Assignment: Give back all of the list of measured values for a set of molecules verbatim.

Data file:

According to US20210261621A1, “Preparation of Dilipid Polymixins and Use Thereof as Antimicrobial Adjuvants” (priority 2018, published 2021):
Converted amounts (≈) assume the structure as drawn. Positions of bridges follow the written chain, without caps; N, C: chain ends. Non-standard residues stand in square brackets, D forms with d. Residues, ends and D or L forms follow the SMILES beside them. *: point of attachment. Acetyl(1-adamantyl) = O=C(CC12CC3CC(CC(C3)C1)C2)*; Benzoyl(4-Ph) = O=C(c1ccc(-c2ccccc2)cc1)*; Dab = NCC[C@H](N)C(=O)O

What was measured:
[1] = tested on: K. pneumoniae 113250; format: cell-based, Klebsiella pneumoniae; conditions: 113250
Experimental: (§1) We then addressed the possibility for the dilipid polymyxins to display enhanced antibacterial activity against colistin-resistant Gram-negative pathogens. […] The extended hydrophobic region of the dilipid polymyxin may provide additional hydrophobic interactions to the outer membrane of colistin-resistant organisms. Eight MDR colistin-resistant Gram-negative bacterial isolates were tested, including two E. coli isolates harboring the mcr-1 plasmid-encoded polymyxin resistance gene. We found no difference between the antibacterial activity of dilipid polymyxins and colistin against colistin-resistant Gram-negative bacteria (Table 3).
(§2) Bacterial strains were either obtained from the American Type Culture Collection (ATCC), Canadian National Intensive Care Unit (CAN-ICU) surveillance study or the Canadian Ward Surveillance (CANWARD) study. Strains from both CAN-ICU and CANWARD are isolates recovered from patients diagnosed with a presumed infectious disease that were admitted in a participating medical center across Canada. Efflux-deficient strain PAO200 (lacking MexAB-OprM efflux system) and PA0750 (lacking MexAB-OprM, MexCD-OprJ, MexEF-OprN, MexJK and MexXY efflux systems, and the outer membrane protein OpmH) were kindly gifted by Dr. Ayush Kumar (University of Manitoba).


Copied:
According to US20210261621A1, “Preparation of Dilipid Polymixins and Use Thereof as Antimicrobial Adjuvants” (priority 2018, published 2021):
Converted amounts (≈) assume the structure as drawn. Positions of bridges follow the written chain, without caps; N, C: chain ends. Non-standard residues stand in square brackets, D forms with d. Residues, ends and D or L forms follow the SMILES beside them. *: point of attachment. Acetyl(1-adamantyl) = O=C(CC12CC3CC(CC(C3)C1)C2)*; Benzoyl(4-Ph) = O=C(c1ccc(-c2ccccc2)cc1)*; Dab = NCC[C@H](N)C(=O)O

What was measured:
[1] = tested on: K. pneumoniae 113250; format: cell-based, Klebsiella pneumoniae; conditions: 113250
Experimental: (§1) We then addressed the possibility for the dilipid polymyxins to display enhanced antibacterial activity against colistin-resistant Gram-negative pathogens. […] The extended hydrophobic region of the dilipid polymyxin may provide additional hydrophobic interactions to the outer membrane of colistin-resistant organisms. Eight MDR colistin-resistant Gram-negative bacterial isolates were tested, including two E. coli isolates harboring the mcr-1 plasmid-encoded polymyxin resistance gene. We found no difference between the antibacterial activity of dilipid polymyxins and colistin against colistin-resistant Gram-negative bacteria (Table 3).
(§2) Bacterial strains were either obtained from the American Type Culture Collection (ATCC), Canadian National Intensive Care Unit (CAN-ICU) surveillance study or the Canadian Ward Surveillance (CANWARD) study. Strains from both CAN-ICU and CANWARD are isolates recovered from patients diagnosed with a presumed infectious disease that were admitted in a participating medical center across Canada. Efflux-deficient strain PAO200 (lacking MexAB-OprM efflux system) and PA0750 (lacking MexAB-OprM, MexCD-OprJ, MexEF-OprN, MexJK and MexXY efflux systems, and the outer membrane protein OpmH) were kindly gifted by Dr. Ayush Kumar (University of Manitoba).